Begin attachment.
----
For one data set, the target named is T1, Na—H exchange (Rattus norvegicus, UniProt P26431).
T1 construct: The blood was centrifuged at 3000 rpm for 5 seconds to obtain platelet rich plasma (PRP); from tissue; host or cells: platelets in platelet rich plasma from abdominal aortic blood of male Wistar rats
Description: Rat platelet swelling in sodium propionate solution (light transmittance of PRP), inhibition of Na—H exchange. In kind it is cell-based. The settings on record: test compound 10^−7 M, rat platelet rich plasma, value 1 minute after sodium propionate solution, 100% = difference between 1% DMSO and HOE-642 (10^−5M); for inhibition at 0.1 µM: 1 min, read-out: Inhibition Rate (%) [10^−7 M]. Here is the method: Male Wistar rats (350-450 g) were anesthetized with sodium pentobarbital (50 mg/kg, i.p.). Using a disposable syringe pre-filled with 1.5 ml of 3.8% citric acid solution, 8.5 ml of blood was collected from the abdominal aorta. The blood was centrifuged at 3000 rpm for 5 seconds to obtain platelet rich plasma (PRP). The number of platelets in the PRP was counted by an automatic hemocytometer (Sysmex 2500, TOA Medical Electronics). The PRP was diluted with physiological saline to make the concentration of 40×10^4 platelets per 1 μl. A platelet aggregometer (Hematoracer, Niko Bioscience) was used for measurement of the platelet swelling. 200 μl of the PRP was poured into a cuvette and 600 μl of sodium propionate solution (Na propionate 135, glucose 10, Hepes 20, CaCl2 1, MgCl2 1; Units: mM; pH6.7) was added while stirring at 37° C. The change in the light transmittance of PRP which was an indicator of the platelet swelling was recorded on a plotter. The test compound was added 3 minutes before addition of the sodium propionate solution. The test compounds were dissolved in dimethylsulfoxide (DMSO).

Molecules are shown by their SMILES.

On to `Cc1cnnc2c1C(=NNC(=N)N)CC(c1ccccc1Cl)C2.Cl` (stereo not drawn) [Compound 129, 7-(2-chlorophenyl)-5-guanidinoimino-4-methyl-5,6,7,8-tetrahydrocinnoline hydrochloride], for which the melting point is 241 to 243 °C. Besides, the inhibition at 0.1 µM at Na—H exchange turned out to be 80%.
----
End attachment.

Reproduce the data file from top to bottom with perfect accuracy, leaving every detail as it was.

For one data set, the target named is T1, Na—H exchange (Rattus norvegicus, UniProt P26431).
T1 construct: The blood was centrifuged at 3000 rpm for 5 seconds to obtain platelet rich plasma (PRP); from tissue; host or cells: platelets in platelet rich plasma from abdominal aortic blood of male Wistar rats
Description: Rat platelet swelling in sodium propionate solution (light transmittance of PRP), inhibition of Na—H exchange. In kind it is cell-based. The settings on record: test compound 10^−7 M, rat platelet rich plasma, value 1 minute after sodium propionate solution, 100% = difference between 1% DMSO and HOE-642 (10^−5M); for inhibition at 0.1 µM: 1 min, read-out: Inhibition Rate (%) [10^−7 M]. Here is the method: Male Wistar rats (350-450 g) were anesthetized with sodium pentobarbital (50 mg/kg, i.p.). Using a disposable syringe pre-filled with 1.5 ml of 3.8% citric acid solution, 8.5 ml of blood was collected from the abdominal aorta. The blood was centrifuged at 3000 rpm for 5 seconds to obtain platelet rich plasma (PRP). The number of platelets in the PRP was counted by an automatic hemocytometer (Sysmex 2500, TOA Medical Electronics). The PRP was diluted with physiological saline to make the concentration of 40×10^4 platelets per 1 μl. A platelet aggregometer (Hematoracer, Niko Bioscience) was used for measurement of the platelet swelling. 200 μl of the PRP was poured into a cuvette and 600 μl of sodium propionate solution (Na propionate 135, glucose 10, Hepes 20, CaCl2 1, MgCl2 1; Units: mM; pH6.7) was added while stirring at 37° C. The change in the light transmittance of PRP which was an indicator of the platelet swelling was recorded on a plotter. The test compound was added 3 minutes before addition of the sodium propionate solution. The test compounds were dissolved in dimethylsulfoxide (DMSO).

Molecules are shown by their SMILES.

On to `Cc1cnnc2c1C(=NNC(=N)N)CC(c1ccccc1Cl)C2.Cl` (stereo not drawn) [Compound 129, 7-(2-chlorophenyl)-5-guanidinoimino-4-methyl-5,6,7,8-tetrahydrocinnoline hydrochloride], for which the melting point is 241 to 243 °C. Besides, the inhibition at 0.1 µM at Na—H exchange turned out to be 80%.